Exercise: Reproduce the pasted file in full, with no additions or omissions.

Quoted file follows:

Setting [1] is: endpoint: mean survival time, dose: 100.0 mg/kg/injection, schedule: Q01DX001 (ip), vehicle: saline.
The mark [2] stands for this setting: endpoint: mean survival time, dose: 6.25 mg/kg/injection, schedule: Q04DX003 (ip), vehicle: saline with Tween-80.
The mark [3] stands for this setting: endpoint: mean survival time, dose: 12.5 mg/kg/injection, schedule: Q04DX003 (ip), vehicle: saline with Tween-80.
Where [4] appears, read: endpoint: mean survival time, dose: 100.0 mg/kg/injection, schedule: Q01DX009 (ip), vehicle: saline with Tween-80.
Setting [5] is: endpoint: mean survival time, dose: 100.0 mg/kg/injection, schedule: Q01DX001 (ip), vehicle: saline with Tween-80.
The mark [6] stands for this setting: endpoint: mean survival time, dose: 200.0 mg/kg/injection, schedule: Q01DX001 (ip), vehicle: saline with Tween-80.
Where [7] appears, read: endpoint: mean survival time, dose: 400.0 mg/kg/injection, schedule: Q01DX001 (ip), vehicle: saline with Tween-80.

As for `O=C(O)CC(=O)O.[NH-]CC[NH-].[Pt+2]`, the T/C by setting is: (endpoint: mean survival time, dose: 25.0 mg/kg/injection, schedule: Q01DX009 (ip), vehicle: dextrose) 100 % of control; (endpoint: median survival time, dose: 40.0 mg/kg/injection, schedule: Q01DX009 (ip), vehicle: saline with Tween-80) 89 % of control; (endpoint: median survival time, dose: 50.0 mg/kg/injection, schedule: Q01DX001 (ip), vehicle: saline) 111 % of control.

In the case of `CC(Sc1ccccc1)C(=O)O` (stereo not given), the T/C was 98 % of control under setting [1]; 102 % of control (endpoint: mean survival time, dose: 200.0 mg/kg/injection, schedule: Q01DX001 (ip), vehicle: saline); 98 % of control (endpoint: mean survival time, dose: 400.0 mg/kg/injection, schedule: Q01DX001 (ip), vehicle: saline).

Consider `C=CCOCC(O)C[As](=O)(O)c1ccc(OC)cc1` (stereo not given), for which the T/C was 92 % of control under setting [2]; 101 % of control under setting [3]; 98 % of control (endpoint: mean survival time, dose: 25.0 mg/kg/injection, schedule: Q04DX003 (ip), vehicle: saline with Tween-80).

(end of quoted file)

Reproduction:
Setting [1] is: endpoint: mean survival time, dose: 100.0 mg/kg/injection, schedule: Q01DX001 (ip), vehicle: saline.
The mark [2] stands for this setting: endpoint: mean survival time, dose: 6.25 mg/kg/injection, schedule: Q04DX003 (ip), vehicle: saline with Tween-80.
The mark [3] stands for this setting: endpoint: mean survival time, dose: 12.5 mg/kg/injection, schedule: Q04DX003 (ip), vehicle: saline with Tween-80.
Where [4] appears, read: endpoint: mean survival time, dose: 100.0 mg/kg/injection, schedule: Q01DX009 (ip), vehicle: saline with Tween-80.
Setting [5] is: endpoint: mean survival time, dose: 100.0 mg/kg/injection, schedule: Q01DX001 (ip), vehicle: saline with Tween-80.
The mark [6] stands for this setting: endpoint: mean survival time, dose: 200.0 mg/kg/injection, schedule: Q01DX001 (ip), vehicle: saline with Tween-80.
Where [7] appears, read: endpoint: mean survival time, dose: 400.0 mg/kg/injection, schedule: Q01DX001 (ip), vehicle: saline with Tween-80.

As for `O=C(O)CC(=O)O.[NH-]CC[NH-].[Pt+2]`, the T/C by setting is: (endpoint: mean survival time, dose: 25.0 mg/kg/injection, schedule: Q01DX009 (ip), vehicle: dextrose) 100 % of control; (endpoint: median survival time, dose: 40.0 mg/kg/injection, schedule: Q01DX009 (ip), vehicle: saline with Tween-80) 89 % of control; (endpoint: median survival time, dose: 50.0 mg/kg/injection, schedule: Q01DX001 (ip), vehicle: saline) 111 % of control.

In the case of `CC(Sc1ccccc1)C(=O)O` (stereo not given), the T/C was 98 % of control under setting [1]; 102 % of control (endpoint: mean survival time, dose: 200.0 mg/kg/injection, schedule: Q01DX001 (ip), vehicle: saline); 98 % of control (endpoint: mean survival time, dose: 400.0 mg/kg/injection, schedule: Q01DX001 (ip), vehicle: saline).

Consider `C=CCOCC(O)C[As](=O)(O)c1ccc(OC)cc1` (stereo not given), for which the T/C was 92 % of control under setting [2]; 101 % of control under setting [3]; 98 % of control (endpoint: mean survival time, dose: 25.0 mg/kg/injection, schedule: Q04DX003 (ip), vehicle: saline with Tween-80).